Department for Financially and Culturally Disadvantaged Students

occupied by Jan Erik Brühl und Richard Dietrich

The department introduces itself:

All in all, ordinary employees as well as small entrepreneurs make up together approximately 50% of Germany’s social structure; nevertheless, both they and their children are almost excluded from higher education programmes. For instance, approx. 77 from 100 children from families with an academic background pursue a university degree, whereas it is only 23 from 100 children from working class families who decide to commence their studies. This is also noticeable at university. The parties involved know full well what we mean by that. The social experiences being made by people from working class families are often very difficult to comprehend by very conservative students from wealthier families and left-leaning students from more alternative academic backgrounds. Students coming from non-academic classes and/or with a family with an immigration history often feel alienated in the university environment. Surrounded by students with other social experiences, and oftentimes with more financial resources, it is not easy for the 10% of students from working class families. Even though especially these students can enrich their universities with their unconventional thinking and new perspectives.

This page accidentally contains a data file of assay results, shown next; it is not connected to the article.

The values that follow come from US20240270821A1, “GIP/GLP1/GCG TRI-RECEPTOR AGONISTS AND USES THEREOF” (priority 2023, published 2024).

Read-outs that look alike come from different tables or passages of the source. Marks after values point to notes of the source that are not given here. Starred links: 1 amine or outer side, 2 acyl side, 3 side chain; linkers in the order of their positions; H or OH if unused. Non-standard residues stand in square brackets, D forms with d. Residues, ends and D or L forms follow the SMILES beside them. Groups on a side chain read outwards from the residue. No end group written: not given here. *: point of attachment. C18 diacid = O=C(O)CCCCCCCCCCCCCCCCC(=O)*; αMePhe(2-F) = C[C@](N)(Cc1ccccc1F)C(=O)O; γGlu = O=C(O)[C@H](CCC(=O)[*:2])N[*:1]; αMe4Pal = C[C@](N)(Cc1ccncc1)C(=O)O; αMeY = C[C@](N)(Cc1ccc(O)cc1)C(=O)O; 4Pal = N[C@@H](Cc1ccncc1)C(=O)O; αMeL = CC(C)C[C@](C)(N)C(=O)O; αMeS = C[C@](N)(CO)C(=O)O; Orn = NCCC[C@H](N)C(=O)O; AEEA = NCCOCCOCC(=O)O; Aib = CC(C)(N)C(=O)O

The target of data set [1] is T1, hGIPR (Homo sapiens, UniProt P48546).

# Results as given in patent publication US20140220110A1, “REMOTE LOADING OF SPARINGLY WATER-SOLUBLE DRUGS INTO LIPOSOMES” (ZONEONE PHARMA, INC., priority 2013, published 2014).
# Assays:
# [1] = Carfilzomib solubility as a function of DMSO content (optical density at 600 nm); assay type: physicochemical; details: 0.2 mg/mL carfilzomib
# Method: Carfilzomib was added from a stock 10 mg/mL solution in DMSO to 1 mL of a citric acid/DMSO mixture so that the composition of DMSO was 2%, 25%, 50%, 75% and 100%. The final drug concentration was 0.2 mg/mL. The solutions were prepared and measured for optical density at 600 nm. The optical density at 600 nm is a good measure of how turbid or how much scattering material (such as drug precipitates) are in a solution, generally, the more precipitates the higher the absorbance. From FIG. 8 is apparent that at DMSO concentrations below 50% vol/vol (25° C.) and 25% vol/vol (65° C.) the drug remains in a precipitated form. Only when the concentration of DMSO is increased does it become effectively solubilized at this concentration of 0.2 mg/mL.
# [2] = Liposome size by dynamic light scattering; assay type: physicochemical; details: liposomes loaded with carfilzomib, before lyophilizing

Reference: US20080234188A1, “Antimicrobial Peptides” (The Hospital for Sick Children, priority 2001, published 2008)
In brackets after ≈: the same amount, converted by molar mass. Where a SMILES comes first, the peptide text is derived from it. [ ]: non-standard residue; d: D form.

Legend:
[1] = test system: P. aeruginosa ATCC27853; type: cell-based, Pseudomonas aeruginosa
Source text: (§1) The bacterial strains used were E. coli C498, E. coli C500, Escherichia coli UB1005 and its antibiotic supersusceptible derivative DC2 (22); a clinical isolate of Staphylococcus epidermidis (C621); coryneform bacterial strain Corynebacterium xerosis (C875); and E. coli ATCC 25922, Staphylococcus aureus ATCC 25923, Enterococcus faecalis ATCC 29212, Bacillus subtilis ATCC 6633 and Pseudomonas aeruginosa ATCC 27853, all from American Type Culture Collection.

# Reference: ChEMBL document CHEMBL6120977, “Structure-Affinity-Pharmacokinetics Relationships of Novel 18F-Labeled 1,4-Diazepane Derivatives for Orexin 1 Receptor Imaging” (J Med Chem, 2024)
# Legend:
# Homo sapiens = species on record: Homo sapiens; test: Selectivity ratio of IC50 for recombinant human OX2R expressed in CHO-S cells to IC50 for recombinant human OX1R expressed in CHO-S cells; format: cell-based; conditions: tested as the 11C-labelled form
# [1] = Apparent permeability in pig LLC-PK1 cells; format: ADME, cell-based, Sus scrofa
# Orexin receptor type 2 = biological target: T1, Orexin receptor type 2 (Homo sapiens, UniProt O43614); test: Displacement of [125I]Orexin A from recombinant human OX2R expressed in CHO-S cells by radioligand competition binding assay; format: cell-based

For some time now, students from working class families at Münster University have formed a political unit for this specific purpose – in an autonomous department at AStA. The Department for Financially and Culturally Disadvantaged Students (“Referat für finanziell und kulturell benachteiligte Studierende”, short: “fikuS-Referat”) intends to keep the “social selection” within the educational sector as an important issue in the public eye and organizes e.g. public events about it. We are also helping you directly by campaigning for better counselling services and financial help during your studies.

The advisors introduce themselves:

Richard Dietrich – I am studying pedagogy and finance my studies by teaching German. I went to a special needs school and later switched to a “Hauptschule” (secondary school, offering lower secondary education) and therefore experienced social discrepancies and discrimination myself, and I want to stand up for a society without discrimination.

Jan Erik Brühl – I have studied pedagogy and I am particularly interested in removing the social barriers between academical education and vocational training. Both systems should not be separated from each other.

Visiting Times
Monday By appointment
Tuesday By appointment
Wednesday 4pm - 6pm
Thursday 4pm - 6pm
Friday By appointment